Meet the teacher volunteering in the Rohingya refugee camps

Thousands of Rohingya refugee children are out of school and risk getting left behind for good. Volunteer education specialist Fiona Kirby shares how VSO is helping them get the education they deserve.

Before I arrived in Bangladesh, I'd seen news coverage on the Rohingya refugee crisis, but you really don’t get the scale until you see it – it’s enormous. There are so many camps, they’re all huge and it’s overwhelming.

People are living in makeshift homes, having left everything they know behind them. They just want to live in an ordinary way and get on with their everyday lives like any of us.

And like any one of us, they want an education for their children.

Bringing the power of volunteering to the camps

People in these camps are sharing their skills and knowledge, working alongside the community volunteers.

It’s all about people-power.

The children don’t have anywhere to learn and play in the camps – it’s too dangerous and the resources just aren’t there.

What’s unique about this work is that it is centred around home-based learning.

I trained three national volunteers in early childhood education and how children learn through play.

After the training, they then trained 12 community volunteers who work with mothers in the camps, in turn training them to be able to educate their young children at home.

I believe they are entitled to the very best start, as any child in any part of the world is. They have an entitlement to their education.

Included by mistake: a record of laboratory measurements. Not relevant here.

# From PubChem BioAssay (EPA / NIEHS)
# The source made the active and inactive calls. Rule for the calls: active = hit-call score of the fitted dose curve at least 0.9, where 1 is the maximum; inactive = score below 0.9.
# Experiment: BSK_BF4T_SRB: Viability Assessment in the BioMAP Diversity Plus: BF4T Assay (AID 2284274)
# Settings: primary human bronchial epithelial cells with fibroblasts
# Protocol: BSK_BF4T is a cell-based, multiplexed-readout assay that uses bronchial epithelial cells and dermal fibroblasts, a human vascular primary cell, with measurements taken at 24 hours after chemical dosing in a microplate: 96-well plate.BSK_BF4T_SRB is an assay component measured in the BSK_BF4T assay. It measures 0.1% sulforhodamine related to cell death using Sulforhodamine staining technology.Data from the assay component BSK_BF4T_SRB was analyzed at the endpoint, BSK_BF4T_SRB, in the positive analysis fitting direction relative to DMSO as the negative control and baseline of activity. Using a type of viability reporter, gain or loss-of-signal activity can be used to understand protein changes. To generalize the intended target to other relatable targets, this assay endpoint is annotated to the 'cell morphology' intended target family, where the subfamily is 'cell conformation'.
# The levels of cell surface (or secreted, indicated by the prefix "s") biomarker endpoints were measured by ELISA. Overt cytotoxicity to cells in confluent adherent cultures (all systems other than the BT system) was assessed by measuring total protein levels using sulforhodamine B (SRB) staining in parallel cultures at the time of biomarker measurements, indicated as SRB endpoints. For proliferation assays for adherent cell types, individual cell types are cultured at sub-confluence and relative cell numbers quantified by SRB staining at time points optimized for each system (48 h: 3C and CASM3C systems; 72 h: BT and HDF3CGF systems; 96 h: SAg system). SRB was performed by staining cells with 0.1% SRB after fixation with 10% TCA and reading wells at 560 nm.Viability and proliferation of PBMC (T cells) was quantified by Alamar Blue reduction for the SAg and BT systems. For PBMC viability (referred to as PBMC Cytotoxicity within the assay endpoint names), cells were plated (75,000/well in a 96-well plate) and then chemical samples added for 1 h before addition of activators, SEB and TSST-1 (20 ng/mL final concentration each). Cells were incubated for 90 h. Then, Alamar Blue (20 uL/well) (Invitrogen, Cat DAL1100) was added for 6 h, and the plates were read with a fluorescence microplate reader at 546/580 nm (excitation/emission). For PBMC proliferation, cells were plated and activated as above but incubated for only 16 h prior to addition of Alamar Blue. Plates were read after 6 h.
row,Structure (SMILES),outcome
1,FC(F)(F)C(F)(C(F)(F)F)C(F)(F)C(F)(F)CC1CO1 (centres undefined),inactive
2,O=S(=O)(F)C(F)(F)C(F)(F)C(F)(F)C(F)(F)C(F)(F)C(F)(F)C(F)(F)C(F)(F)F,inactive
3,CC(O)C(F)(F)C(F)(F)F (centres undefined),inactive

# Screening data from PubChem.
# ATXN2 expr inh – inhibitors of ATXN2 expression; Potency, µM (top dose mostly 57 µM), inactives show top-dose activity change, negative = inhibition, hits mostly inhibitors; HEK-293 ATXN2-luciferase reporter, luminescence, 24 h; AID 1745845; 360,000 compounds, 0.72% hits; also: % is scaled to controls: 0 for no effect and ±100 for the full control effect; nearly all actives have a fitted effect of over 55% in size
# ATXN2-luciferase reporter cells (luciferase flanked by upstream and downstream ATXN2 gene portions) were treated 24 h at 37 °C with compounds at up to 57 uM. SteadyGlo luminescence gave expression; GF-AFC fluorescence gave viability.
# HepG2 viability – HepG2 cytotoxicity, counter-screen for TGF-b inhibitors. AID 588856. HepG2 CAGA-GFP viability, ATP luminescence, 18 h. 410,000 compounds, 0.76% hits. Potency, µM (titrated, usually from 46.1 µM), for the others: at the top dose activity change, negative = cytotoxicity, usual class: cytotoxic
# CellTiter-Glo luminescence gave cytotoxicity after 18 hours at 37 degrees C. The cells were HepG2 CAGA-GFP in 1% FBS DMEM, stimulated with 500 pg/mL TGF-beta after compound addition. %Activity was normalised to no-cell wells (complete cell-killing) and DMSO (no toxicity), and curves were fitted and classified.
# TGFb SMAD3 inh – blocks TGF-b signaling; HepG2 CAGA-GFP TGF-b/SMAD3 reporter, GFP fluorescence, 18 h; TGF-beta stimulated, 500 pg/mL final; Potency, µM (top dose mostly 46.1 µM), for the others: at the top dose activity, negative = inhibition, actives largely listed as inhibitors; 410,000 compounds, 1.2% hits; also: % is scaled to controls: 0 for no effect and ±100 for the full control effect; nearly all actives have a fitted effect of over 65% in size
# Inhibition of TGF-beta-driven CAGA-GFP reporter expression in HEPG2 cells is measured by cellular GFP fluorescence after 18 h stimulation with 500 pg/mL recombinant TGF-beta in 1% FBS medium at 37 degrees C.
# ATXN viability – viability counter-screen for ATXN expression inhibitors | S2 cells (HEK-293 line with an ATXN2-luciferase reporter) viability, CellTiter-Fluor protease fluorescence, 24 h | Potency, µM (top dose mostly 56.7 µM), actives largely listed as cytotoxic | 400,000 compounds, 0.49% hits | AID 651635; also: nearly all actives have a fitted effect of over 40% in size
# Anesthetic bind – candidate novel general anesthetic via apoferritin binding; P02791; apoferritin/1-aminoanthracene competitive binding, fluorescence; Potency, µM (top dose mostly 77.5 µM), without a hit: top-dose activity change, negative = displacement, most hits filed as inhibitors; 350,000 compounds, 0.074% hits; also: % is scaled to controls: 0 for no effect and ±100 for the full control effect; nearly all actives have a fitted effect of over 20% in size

Fiona Kirby
VSO volunteer education specialist

Making learning fun

Early childhood learning is different to learning later on. This has to be a stage where it’s active, play-based and good fun.

In early childhood, songs and rhymes are an essential part of speaking and listening and early literacy. We’re using Burmese young children’s songs for the mothers to teach the children, hopefully with music.

Early childhood should be fun. The children have just a few little toys, which have a limited lifespan and learning potential. We’re looking into how we can get them proper toys to help them learn through play.

The other thing we really need is storybooks. I didn’t see one in the whole time I was there. Books are such an important part of education – especially ones with nice pictures in.

Every child’s right to education

The mothers who are learning how to become educators are very willing – they’re delightful people who do want to do their best. The children I’ve met were just lovely too. I want them to have quality, and not just something to fill in the time for them.

I believe they are entitled to the very best start, as any child in any part of the world is. They have an entitlement to their education.

The future

These people don’t know how long they’ll be here. Their futures are uncertain – so it’s vital that we’re able to continue this project for as long as it’s needed.

The Rohingya people are just living their lives. They’re no different from anyone else, other than they’re more vulnerable and uncomfortable.

They’re like young children and families anywhere and they deserve the best that we can give them.

The reality is that these are just children. Like children anywhere, they need a good start in life.

And we can help. That’s why I’m here: to get them the best start. Making sure the right people are being trained to work with them and that their early childhoods are the happiest they can be.

Read more

Helping Rohingya children get their childhoods back

About half a million children are living in refugee camps in Bangladesh. We're working together to help them.

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